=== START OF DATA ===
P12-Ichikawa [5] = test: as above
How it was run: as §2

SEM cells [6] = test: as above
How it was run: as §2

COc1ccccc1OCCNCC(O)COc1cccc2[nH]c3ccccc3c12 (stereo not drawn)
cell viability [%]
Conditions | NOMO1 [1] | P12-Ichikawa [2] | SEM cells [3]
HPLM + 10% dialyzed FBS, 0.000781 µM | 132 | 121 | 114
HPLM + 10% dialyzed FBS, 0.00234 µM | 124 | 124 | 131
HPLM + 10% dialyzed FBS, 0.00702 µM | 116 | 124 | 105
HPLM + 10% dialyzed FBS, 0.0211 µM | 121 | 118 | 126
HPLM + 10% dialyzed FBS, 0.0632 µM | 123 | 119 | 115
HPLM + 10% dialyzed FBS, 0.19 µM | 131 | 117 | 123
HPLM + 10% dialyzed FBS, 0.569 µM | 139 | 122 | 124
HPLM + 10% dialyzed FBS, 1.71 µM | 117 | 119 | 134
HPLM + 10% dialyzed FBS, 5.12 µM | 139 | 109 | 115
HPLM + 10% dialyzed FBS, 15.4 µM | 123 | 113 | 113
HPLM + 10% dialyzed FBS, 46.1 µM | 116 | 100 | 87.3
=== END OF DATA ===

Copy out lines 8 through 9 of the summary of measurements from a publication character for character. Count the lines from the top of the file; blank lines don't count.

HPLM + 10% dialyzed FBS, 0.000781 µM | 132 | 121 | 114
HPLM + 10% dialyzed FBS, 0.00234 µM | 124 | 124 | 131